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Tax evasion and tax avoidance: not-so victimless crimes

Think tax evasion and tax avoidance harm no one? Well you’d be dead wrong if you believe the recent words of a charity spokesman.

At a recent hearing of the Finance Committee dealing with the financial implications of Scotland’s independence referendum, representatives from both Inclusion Scotland and the Child Poverty Action Group in Scotland gave evidence, declaring that the impact of tax avoidance and tax evasion literally ‘blighted’ the life chances of children. Life expectancy rates for children growing up in poverty are reduced by two decades because there aren’t enough taxpayer-funded benefit programmes to help these children claw their way up out of poverty, said Inclusion Scotland’s Bill Scott – and that some of the worst situations are when a child is either born with a disability or becomes disabled at a young age, leaving parents in dire financial straits and in many instances unable to care for the child properly.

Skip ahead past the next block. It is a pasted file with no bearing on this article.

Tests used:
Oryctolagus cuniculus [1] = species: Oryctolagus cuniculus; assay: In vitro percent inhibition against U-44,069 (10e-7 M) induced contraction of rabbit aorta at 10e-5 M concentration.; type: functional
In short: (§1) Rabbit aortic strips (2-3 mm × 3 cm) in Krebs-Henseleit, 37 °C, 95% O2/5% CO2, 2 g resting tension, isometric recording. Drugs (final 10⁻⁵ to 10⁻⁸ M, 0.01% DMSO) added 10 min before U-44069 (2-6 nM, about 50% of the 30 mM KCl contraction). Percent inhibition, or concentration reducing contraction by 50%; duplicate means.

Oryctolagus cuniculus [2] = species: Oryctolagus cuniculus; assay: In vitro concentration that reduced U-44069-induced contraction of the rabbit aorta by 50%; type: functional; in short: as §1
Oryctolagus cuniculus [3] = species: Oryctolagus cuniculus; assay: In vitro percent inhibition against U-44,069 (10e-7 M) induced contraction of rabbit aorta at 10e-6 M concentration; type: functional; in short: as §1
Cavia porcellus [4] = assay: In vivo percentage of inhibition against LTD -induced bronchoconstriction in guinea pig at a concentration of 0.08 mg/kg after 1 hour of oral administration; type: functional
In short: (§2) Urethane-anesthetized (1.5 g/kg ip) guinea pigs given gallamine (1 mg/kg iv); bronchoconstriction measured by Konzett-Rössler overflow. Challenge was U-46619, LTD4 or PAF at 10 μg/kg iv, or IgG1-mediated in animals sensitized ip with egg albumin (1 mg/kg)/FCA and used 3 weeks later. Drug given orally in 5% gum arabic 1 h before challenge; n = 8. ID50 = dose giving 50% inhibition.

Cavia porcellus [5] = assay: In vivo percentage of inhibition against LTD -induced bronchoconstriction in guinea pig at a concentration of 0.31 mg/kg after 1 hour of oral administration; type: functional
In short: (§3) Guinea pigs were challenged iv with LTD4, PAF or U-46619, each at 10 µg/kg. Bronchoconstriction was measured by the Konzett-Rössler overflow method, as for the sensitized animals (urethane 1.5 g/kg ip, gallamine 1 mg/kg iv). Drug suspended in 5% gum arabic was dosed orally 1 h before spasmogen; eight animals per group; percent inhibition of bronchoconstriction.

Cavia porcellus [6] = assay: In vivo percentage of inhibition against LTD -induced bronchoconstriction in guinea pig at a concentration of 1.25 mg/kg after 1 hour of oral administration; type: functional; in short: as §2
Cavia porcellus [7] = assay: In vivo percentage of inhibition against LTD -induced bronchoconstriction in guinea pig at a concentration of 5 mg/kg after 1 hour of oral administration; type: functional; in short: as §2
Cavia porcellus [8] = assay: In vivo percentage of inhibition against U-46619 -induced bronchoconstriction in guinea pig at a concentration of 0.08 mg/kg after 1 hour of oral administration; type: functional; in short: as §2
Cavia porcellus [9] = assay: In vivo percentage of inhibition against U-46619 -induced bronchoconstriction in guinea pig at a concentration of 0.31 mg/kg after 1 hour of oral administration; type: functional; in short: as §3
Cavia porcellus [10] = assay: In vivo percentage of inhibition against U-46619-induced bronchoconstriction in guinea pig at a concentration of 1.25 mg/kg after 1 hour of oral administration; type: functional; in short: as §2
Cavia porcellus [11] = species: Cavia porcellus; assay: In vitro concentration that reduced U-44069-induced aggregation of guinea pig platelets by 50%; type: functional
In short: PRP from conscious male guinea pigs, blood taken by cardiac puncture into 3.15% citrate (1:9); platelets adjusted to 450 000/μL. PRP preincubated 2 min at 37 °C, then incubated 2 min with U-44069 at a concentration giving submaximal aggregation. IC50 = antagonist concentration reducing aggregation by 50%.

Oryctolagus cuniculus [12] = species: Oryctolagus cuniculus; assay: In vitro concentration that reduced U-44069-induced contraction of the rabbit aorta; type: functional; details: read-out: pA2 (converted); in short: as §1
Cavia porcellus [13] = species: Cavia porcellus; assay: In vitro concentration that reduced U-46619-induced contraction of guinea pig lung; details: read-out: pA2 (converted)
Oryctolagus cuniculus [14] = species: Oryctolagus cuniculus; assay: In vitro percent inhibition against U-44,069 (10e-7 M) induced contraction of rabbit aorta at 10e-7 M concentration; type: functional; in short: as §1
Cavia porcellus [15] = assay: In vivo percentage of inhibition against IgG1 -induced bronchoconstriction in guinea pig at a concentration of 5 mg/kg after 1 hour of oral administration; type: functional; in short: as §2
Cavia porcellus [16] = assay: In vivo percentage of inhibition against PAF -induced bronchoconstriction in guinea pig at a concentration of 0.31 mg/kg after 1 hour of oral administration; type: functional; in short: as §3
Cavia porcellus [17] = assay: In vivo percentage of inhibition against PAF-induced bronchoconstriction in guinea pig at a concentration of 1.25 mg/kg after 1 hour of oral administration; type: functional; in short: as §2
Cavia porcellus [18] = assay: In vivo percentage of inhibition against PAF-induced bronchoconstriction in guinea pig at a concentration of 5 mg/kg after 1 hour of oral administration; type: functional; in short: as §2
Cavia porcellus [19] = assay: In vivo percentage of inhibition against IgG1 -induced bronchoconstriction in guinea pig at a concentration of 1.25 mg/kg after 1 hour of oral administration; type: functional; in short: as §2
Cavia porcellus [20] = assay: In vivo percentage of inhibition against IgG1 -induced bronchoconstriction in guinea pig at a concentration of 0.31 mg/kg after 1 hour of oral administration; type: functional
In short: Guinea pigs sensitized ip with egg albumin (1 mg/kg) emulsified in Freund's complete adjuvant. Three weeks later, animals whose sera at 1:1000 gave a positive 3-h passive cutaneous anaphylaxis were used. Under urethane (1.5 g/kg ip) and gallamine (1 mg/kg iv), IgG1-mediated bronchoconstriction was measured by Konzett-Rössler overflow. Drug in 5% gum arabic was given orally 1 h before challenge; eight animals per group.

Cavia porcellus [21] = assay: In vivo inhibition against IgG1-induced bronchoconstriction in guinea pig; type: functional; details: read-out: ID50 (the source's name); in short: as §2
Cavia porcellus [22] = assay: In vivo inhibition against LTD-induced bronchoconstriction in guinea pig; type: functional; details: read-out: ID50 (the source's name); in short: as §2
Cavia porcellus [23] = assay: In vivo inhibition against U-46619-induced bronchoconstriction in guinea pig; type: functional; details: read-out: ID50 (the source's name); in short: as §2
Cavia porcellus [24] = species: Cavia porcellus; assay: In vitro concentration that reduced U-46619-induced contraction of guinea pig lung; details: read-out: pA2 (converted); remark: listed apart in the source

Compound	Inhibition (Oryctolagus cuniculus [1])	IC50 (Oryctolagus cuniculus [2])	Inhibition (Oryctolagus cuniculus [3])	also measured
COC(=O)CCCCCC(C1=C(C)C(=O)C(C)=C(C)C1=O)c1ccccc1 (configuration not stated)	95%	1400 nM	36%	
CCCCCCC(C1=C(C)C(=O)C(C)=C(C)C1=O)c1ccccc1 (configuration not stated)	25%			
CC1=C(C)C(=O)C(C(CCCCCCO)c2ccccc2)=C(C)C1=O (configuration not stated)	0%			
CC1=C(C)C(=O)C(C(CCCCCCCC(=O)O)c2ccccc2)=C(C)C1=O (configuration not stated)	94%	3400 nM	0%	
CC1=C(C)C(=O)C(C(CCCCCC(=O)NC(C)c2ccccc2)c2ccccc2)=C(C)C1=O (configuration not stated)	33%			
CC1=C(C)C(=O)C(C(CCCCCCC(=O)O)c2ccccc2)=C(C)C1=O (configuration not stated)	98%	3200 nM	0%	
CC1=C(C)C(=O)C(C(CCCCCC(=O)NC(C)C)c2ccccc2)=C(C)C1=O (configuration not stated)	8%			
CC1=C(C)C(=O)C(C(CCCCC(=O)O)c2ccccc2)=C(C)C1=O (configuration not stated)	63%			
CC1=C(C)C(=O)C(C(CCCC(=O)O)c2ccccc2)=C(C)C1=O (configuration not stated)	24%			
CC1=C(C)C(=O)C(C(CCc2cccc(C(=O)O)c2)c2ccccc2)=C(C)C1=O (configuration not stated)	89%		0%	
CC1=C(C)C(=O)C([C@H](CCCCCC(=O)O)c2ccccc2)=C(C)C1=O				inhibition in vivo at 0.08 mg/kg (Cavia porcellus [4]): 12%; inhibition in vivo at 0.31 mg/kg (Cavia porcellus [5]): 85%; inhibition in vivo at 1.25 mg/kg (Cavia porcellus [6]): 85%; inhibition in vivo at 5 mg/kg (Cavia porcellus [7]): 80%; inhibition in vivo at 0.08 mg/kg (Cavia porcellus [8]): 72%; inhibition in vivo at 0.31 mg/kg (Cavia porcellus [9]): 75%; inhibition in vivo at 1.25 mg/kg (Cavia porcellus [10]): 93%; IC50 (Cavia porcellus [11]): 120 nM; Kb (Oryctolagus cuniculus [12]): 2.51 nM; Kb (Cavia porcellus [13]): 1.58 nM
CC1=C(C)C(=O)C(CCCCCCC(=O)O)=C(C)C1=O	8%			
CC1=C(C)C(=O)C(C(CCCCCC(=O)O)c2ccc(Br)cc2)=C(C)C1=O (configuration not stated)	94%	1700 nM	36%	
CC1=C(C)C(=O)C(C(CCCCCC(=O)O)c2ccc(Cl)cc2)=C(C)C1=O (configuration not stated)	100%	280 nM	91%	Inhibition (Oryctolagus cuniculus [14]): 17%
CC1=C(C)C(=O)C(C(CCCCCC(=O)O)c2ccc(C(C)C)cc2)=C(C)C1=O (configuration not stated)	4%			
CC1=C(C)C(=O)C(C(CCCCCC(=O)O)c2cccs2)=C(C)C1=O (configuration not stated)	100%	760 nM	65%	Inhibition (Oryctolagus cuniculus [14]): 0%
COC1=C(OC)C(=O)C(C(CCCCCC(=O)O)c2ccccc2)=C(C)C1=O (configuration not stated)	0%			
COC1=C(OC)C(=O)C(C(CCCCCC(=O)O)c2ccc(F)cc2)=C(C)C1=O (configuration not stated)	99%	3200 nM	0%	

Now I obviously don’t have to point this out to anyone reading this but he has a point – tax avoiders essentially prevent benefits from being funded fully, resulting in massive cuts that leave wide swathes of at-risk Brits in terrible situations just when they need it most. It’s one of the biggest reasons why, even though I may whinge about how contractors and freelancers seem to be over-targeted by anti-tax avoidance measures, I realise that the Government needs taxpayer money in order to provide for the less fortunate.

Of course this doesn’t change the fact that you could end up with shedloads more cash in Treasury coffers – and a damn sight fewer children being brought up in poverty – if the Government would stop being afraid of big-name multinational companies when it comes to going after their high-profile tax avoidance schemes. If I have to read one more article about how some massive company like Starbucks, Amazon or Google raked in billions in revenue and just shunted them overseas to avoid paying corporation tax in the UK like they should be I’ll probably go stark raving mad. The only people who seem to enjoy the idea of starving children are the accountants working for these multinationals, apparently; it’s these fine upstanding bastards that find all the legal loopholes required for routing their company’s cash through Luxembourg or other similar tax shelters.

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